Your children need to know that some of the common characteristics of someone with Combat Trauma include hypervigilance, exaggerated startle response, fight or flight reactions, flashbacks, etc. Depending on the age of your children, you probably won’t use those exact words, but you should at least communicate the concepts. Help them to understand that, when Daddy was in the war, he had to be very alert and react for actions at all times - just to be sure that he could stay alive in case the enemy attacked him. Now he’s having a hard time not thinking about it. In a way, his brain is “stuck” like that. So when certain things happen here at home that remind him of the time he spent in the war, his mind and body react automatically as if an enemy is attacking him.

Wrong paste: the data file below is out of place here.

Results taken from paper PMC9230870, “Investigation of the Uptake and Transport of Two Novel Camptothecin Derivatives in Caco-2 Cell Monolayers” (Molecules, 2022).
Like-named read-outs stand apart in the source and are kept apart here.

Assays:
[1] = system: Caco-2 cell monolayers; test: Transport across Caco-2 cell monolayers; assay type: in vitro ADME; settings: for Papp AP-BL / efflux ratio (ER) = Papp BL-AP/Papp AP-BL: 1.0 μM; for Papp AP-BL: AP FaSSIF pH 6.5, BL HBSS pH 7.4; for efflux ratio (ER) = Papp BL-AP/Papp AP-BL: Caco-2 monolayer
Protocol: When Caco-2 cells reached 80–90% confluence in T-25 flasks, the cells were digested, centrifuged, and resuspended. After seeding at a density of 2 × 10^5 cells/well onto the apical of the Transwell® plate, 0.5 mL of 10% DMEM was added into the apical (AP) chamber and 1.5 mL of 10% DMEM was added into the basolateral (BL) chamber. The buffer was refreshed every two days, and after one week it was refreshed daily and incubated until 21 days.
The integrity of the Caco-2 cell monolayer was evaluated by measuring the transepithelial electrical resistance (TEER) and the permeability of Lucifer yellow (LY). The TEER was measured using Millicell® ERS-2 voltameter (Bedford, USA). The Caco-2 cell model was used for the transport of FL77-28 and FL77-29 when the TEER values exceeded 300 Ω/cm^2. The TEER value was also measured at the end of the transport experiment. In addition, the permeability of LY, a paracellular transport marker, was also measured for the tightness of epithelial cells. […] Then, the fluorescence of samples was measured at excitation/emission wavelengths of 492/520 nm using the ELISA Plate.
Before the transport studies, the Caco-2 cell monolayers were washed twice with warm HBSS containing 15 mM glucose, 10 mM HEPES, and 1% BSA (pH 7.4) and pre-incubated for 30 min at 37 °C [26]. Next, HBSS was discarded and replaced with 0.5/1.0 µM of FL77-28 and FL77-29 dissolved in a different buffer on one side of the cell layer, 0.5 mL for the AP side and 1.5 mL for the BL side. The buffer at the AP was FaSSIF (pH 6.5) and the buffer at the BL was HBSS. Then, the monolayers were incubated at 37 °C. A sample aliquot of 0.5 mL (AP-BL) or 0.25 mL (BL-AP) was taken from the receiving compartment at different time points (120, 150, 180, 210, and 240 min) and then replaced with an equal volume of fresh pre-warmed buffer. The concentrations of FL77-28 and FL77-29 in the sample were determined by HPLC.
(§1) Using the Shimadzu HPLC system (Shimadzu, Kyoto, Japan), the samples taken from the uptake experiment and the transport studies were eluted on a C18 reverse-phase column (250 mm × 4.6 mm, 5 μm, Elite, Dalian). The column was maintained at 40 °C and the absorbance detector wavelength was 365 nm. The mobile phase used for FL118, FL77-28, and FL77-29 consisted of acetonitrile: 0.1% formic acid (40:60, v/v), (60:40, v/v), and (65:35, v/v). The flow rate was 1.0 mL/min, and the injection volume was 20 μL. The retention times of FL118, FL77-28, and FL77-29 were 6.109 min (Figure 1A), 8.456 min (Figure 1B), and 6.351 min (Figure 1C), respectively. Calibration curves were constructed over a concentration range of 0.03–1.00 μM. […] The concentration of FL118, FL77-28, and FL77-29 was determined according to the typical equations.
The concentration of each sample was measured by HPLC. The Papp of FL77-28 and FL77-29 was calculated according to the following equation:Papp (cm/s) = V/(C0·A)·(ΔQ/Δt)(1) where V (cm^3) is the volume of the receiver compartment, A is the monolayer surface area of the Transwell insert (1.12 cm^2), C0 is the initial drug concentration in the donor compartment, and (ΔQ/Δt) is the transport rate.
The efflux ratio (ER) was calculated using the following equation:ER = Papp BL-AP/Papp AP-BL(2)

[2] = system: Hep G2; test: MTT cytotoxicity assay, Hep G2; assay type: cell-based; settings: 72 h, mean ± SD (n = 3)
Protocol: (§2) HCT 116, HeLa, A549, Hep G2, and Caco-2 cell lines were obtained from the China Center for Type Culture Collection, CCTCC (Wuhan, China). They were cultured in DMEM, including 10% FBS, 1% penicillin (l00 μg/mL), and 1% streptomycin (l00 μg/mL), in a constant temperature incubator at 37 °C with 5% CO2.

Then, with a pencil and paper in front of you, think through with your children the various things that trigger your husband. Turn it into a brain-storming session. Try to get them to suggest what sets him off by recalling what happened just before previous times when Dad got angry or abusive or sad. If they aren’t able to come up with triggers that you know about, add them to the list after their observations are exhausted.
With the list you’ve come up with, you can now help each other remember to avoid actions that will trigger your husband’s symptoms. And when they forget and trigger them accidentally, they’ll see his reaction more as a symptom of his disorder, rather than as a personal attack on them.
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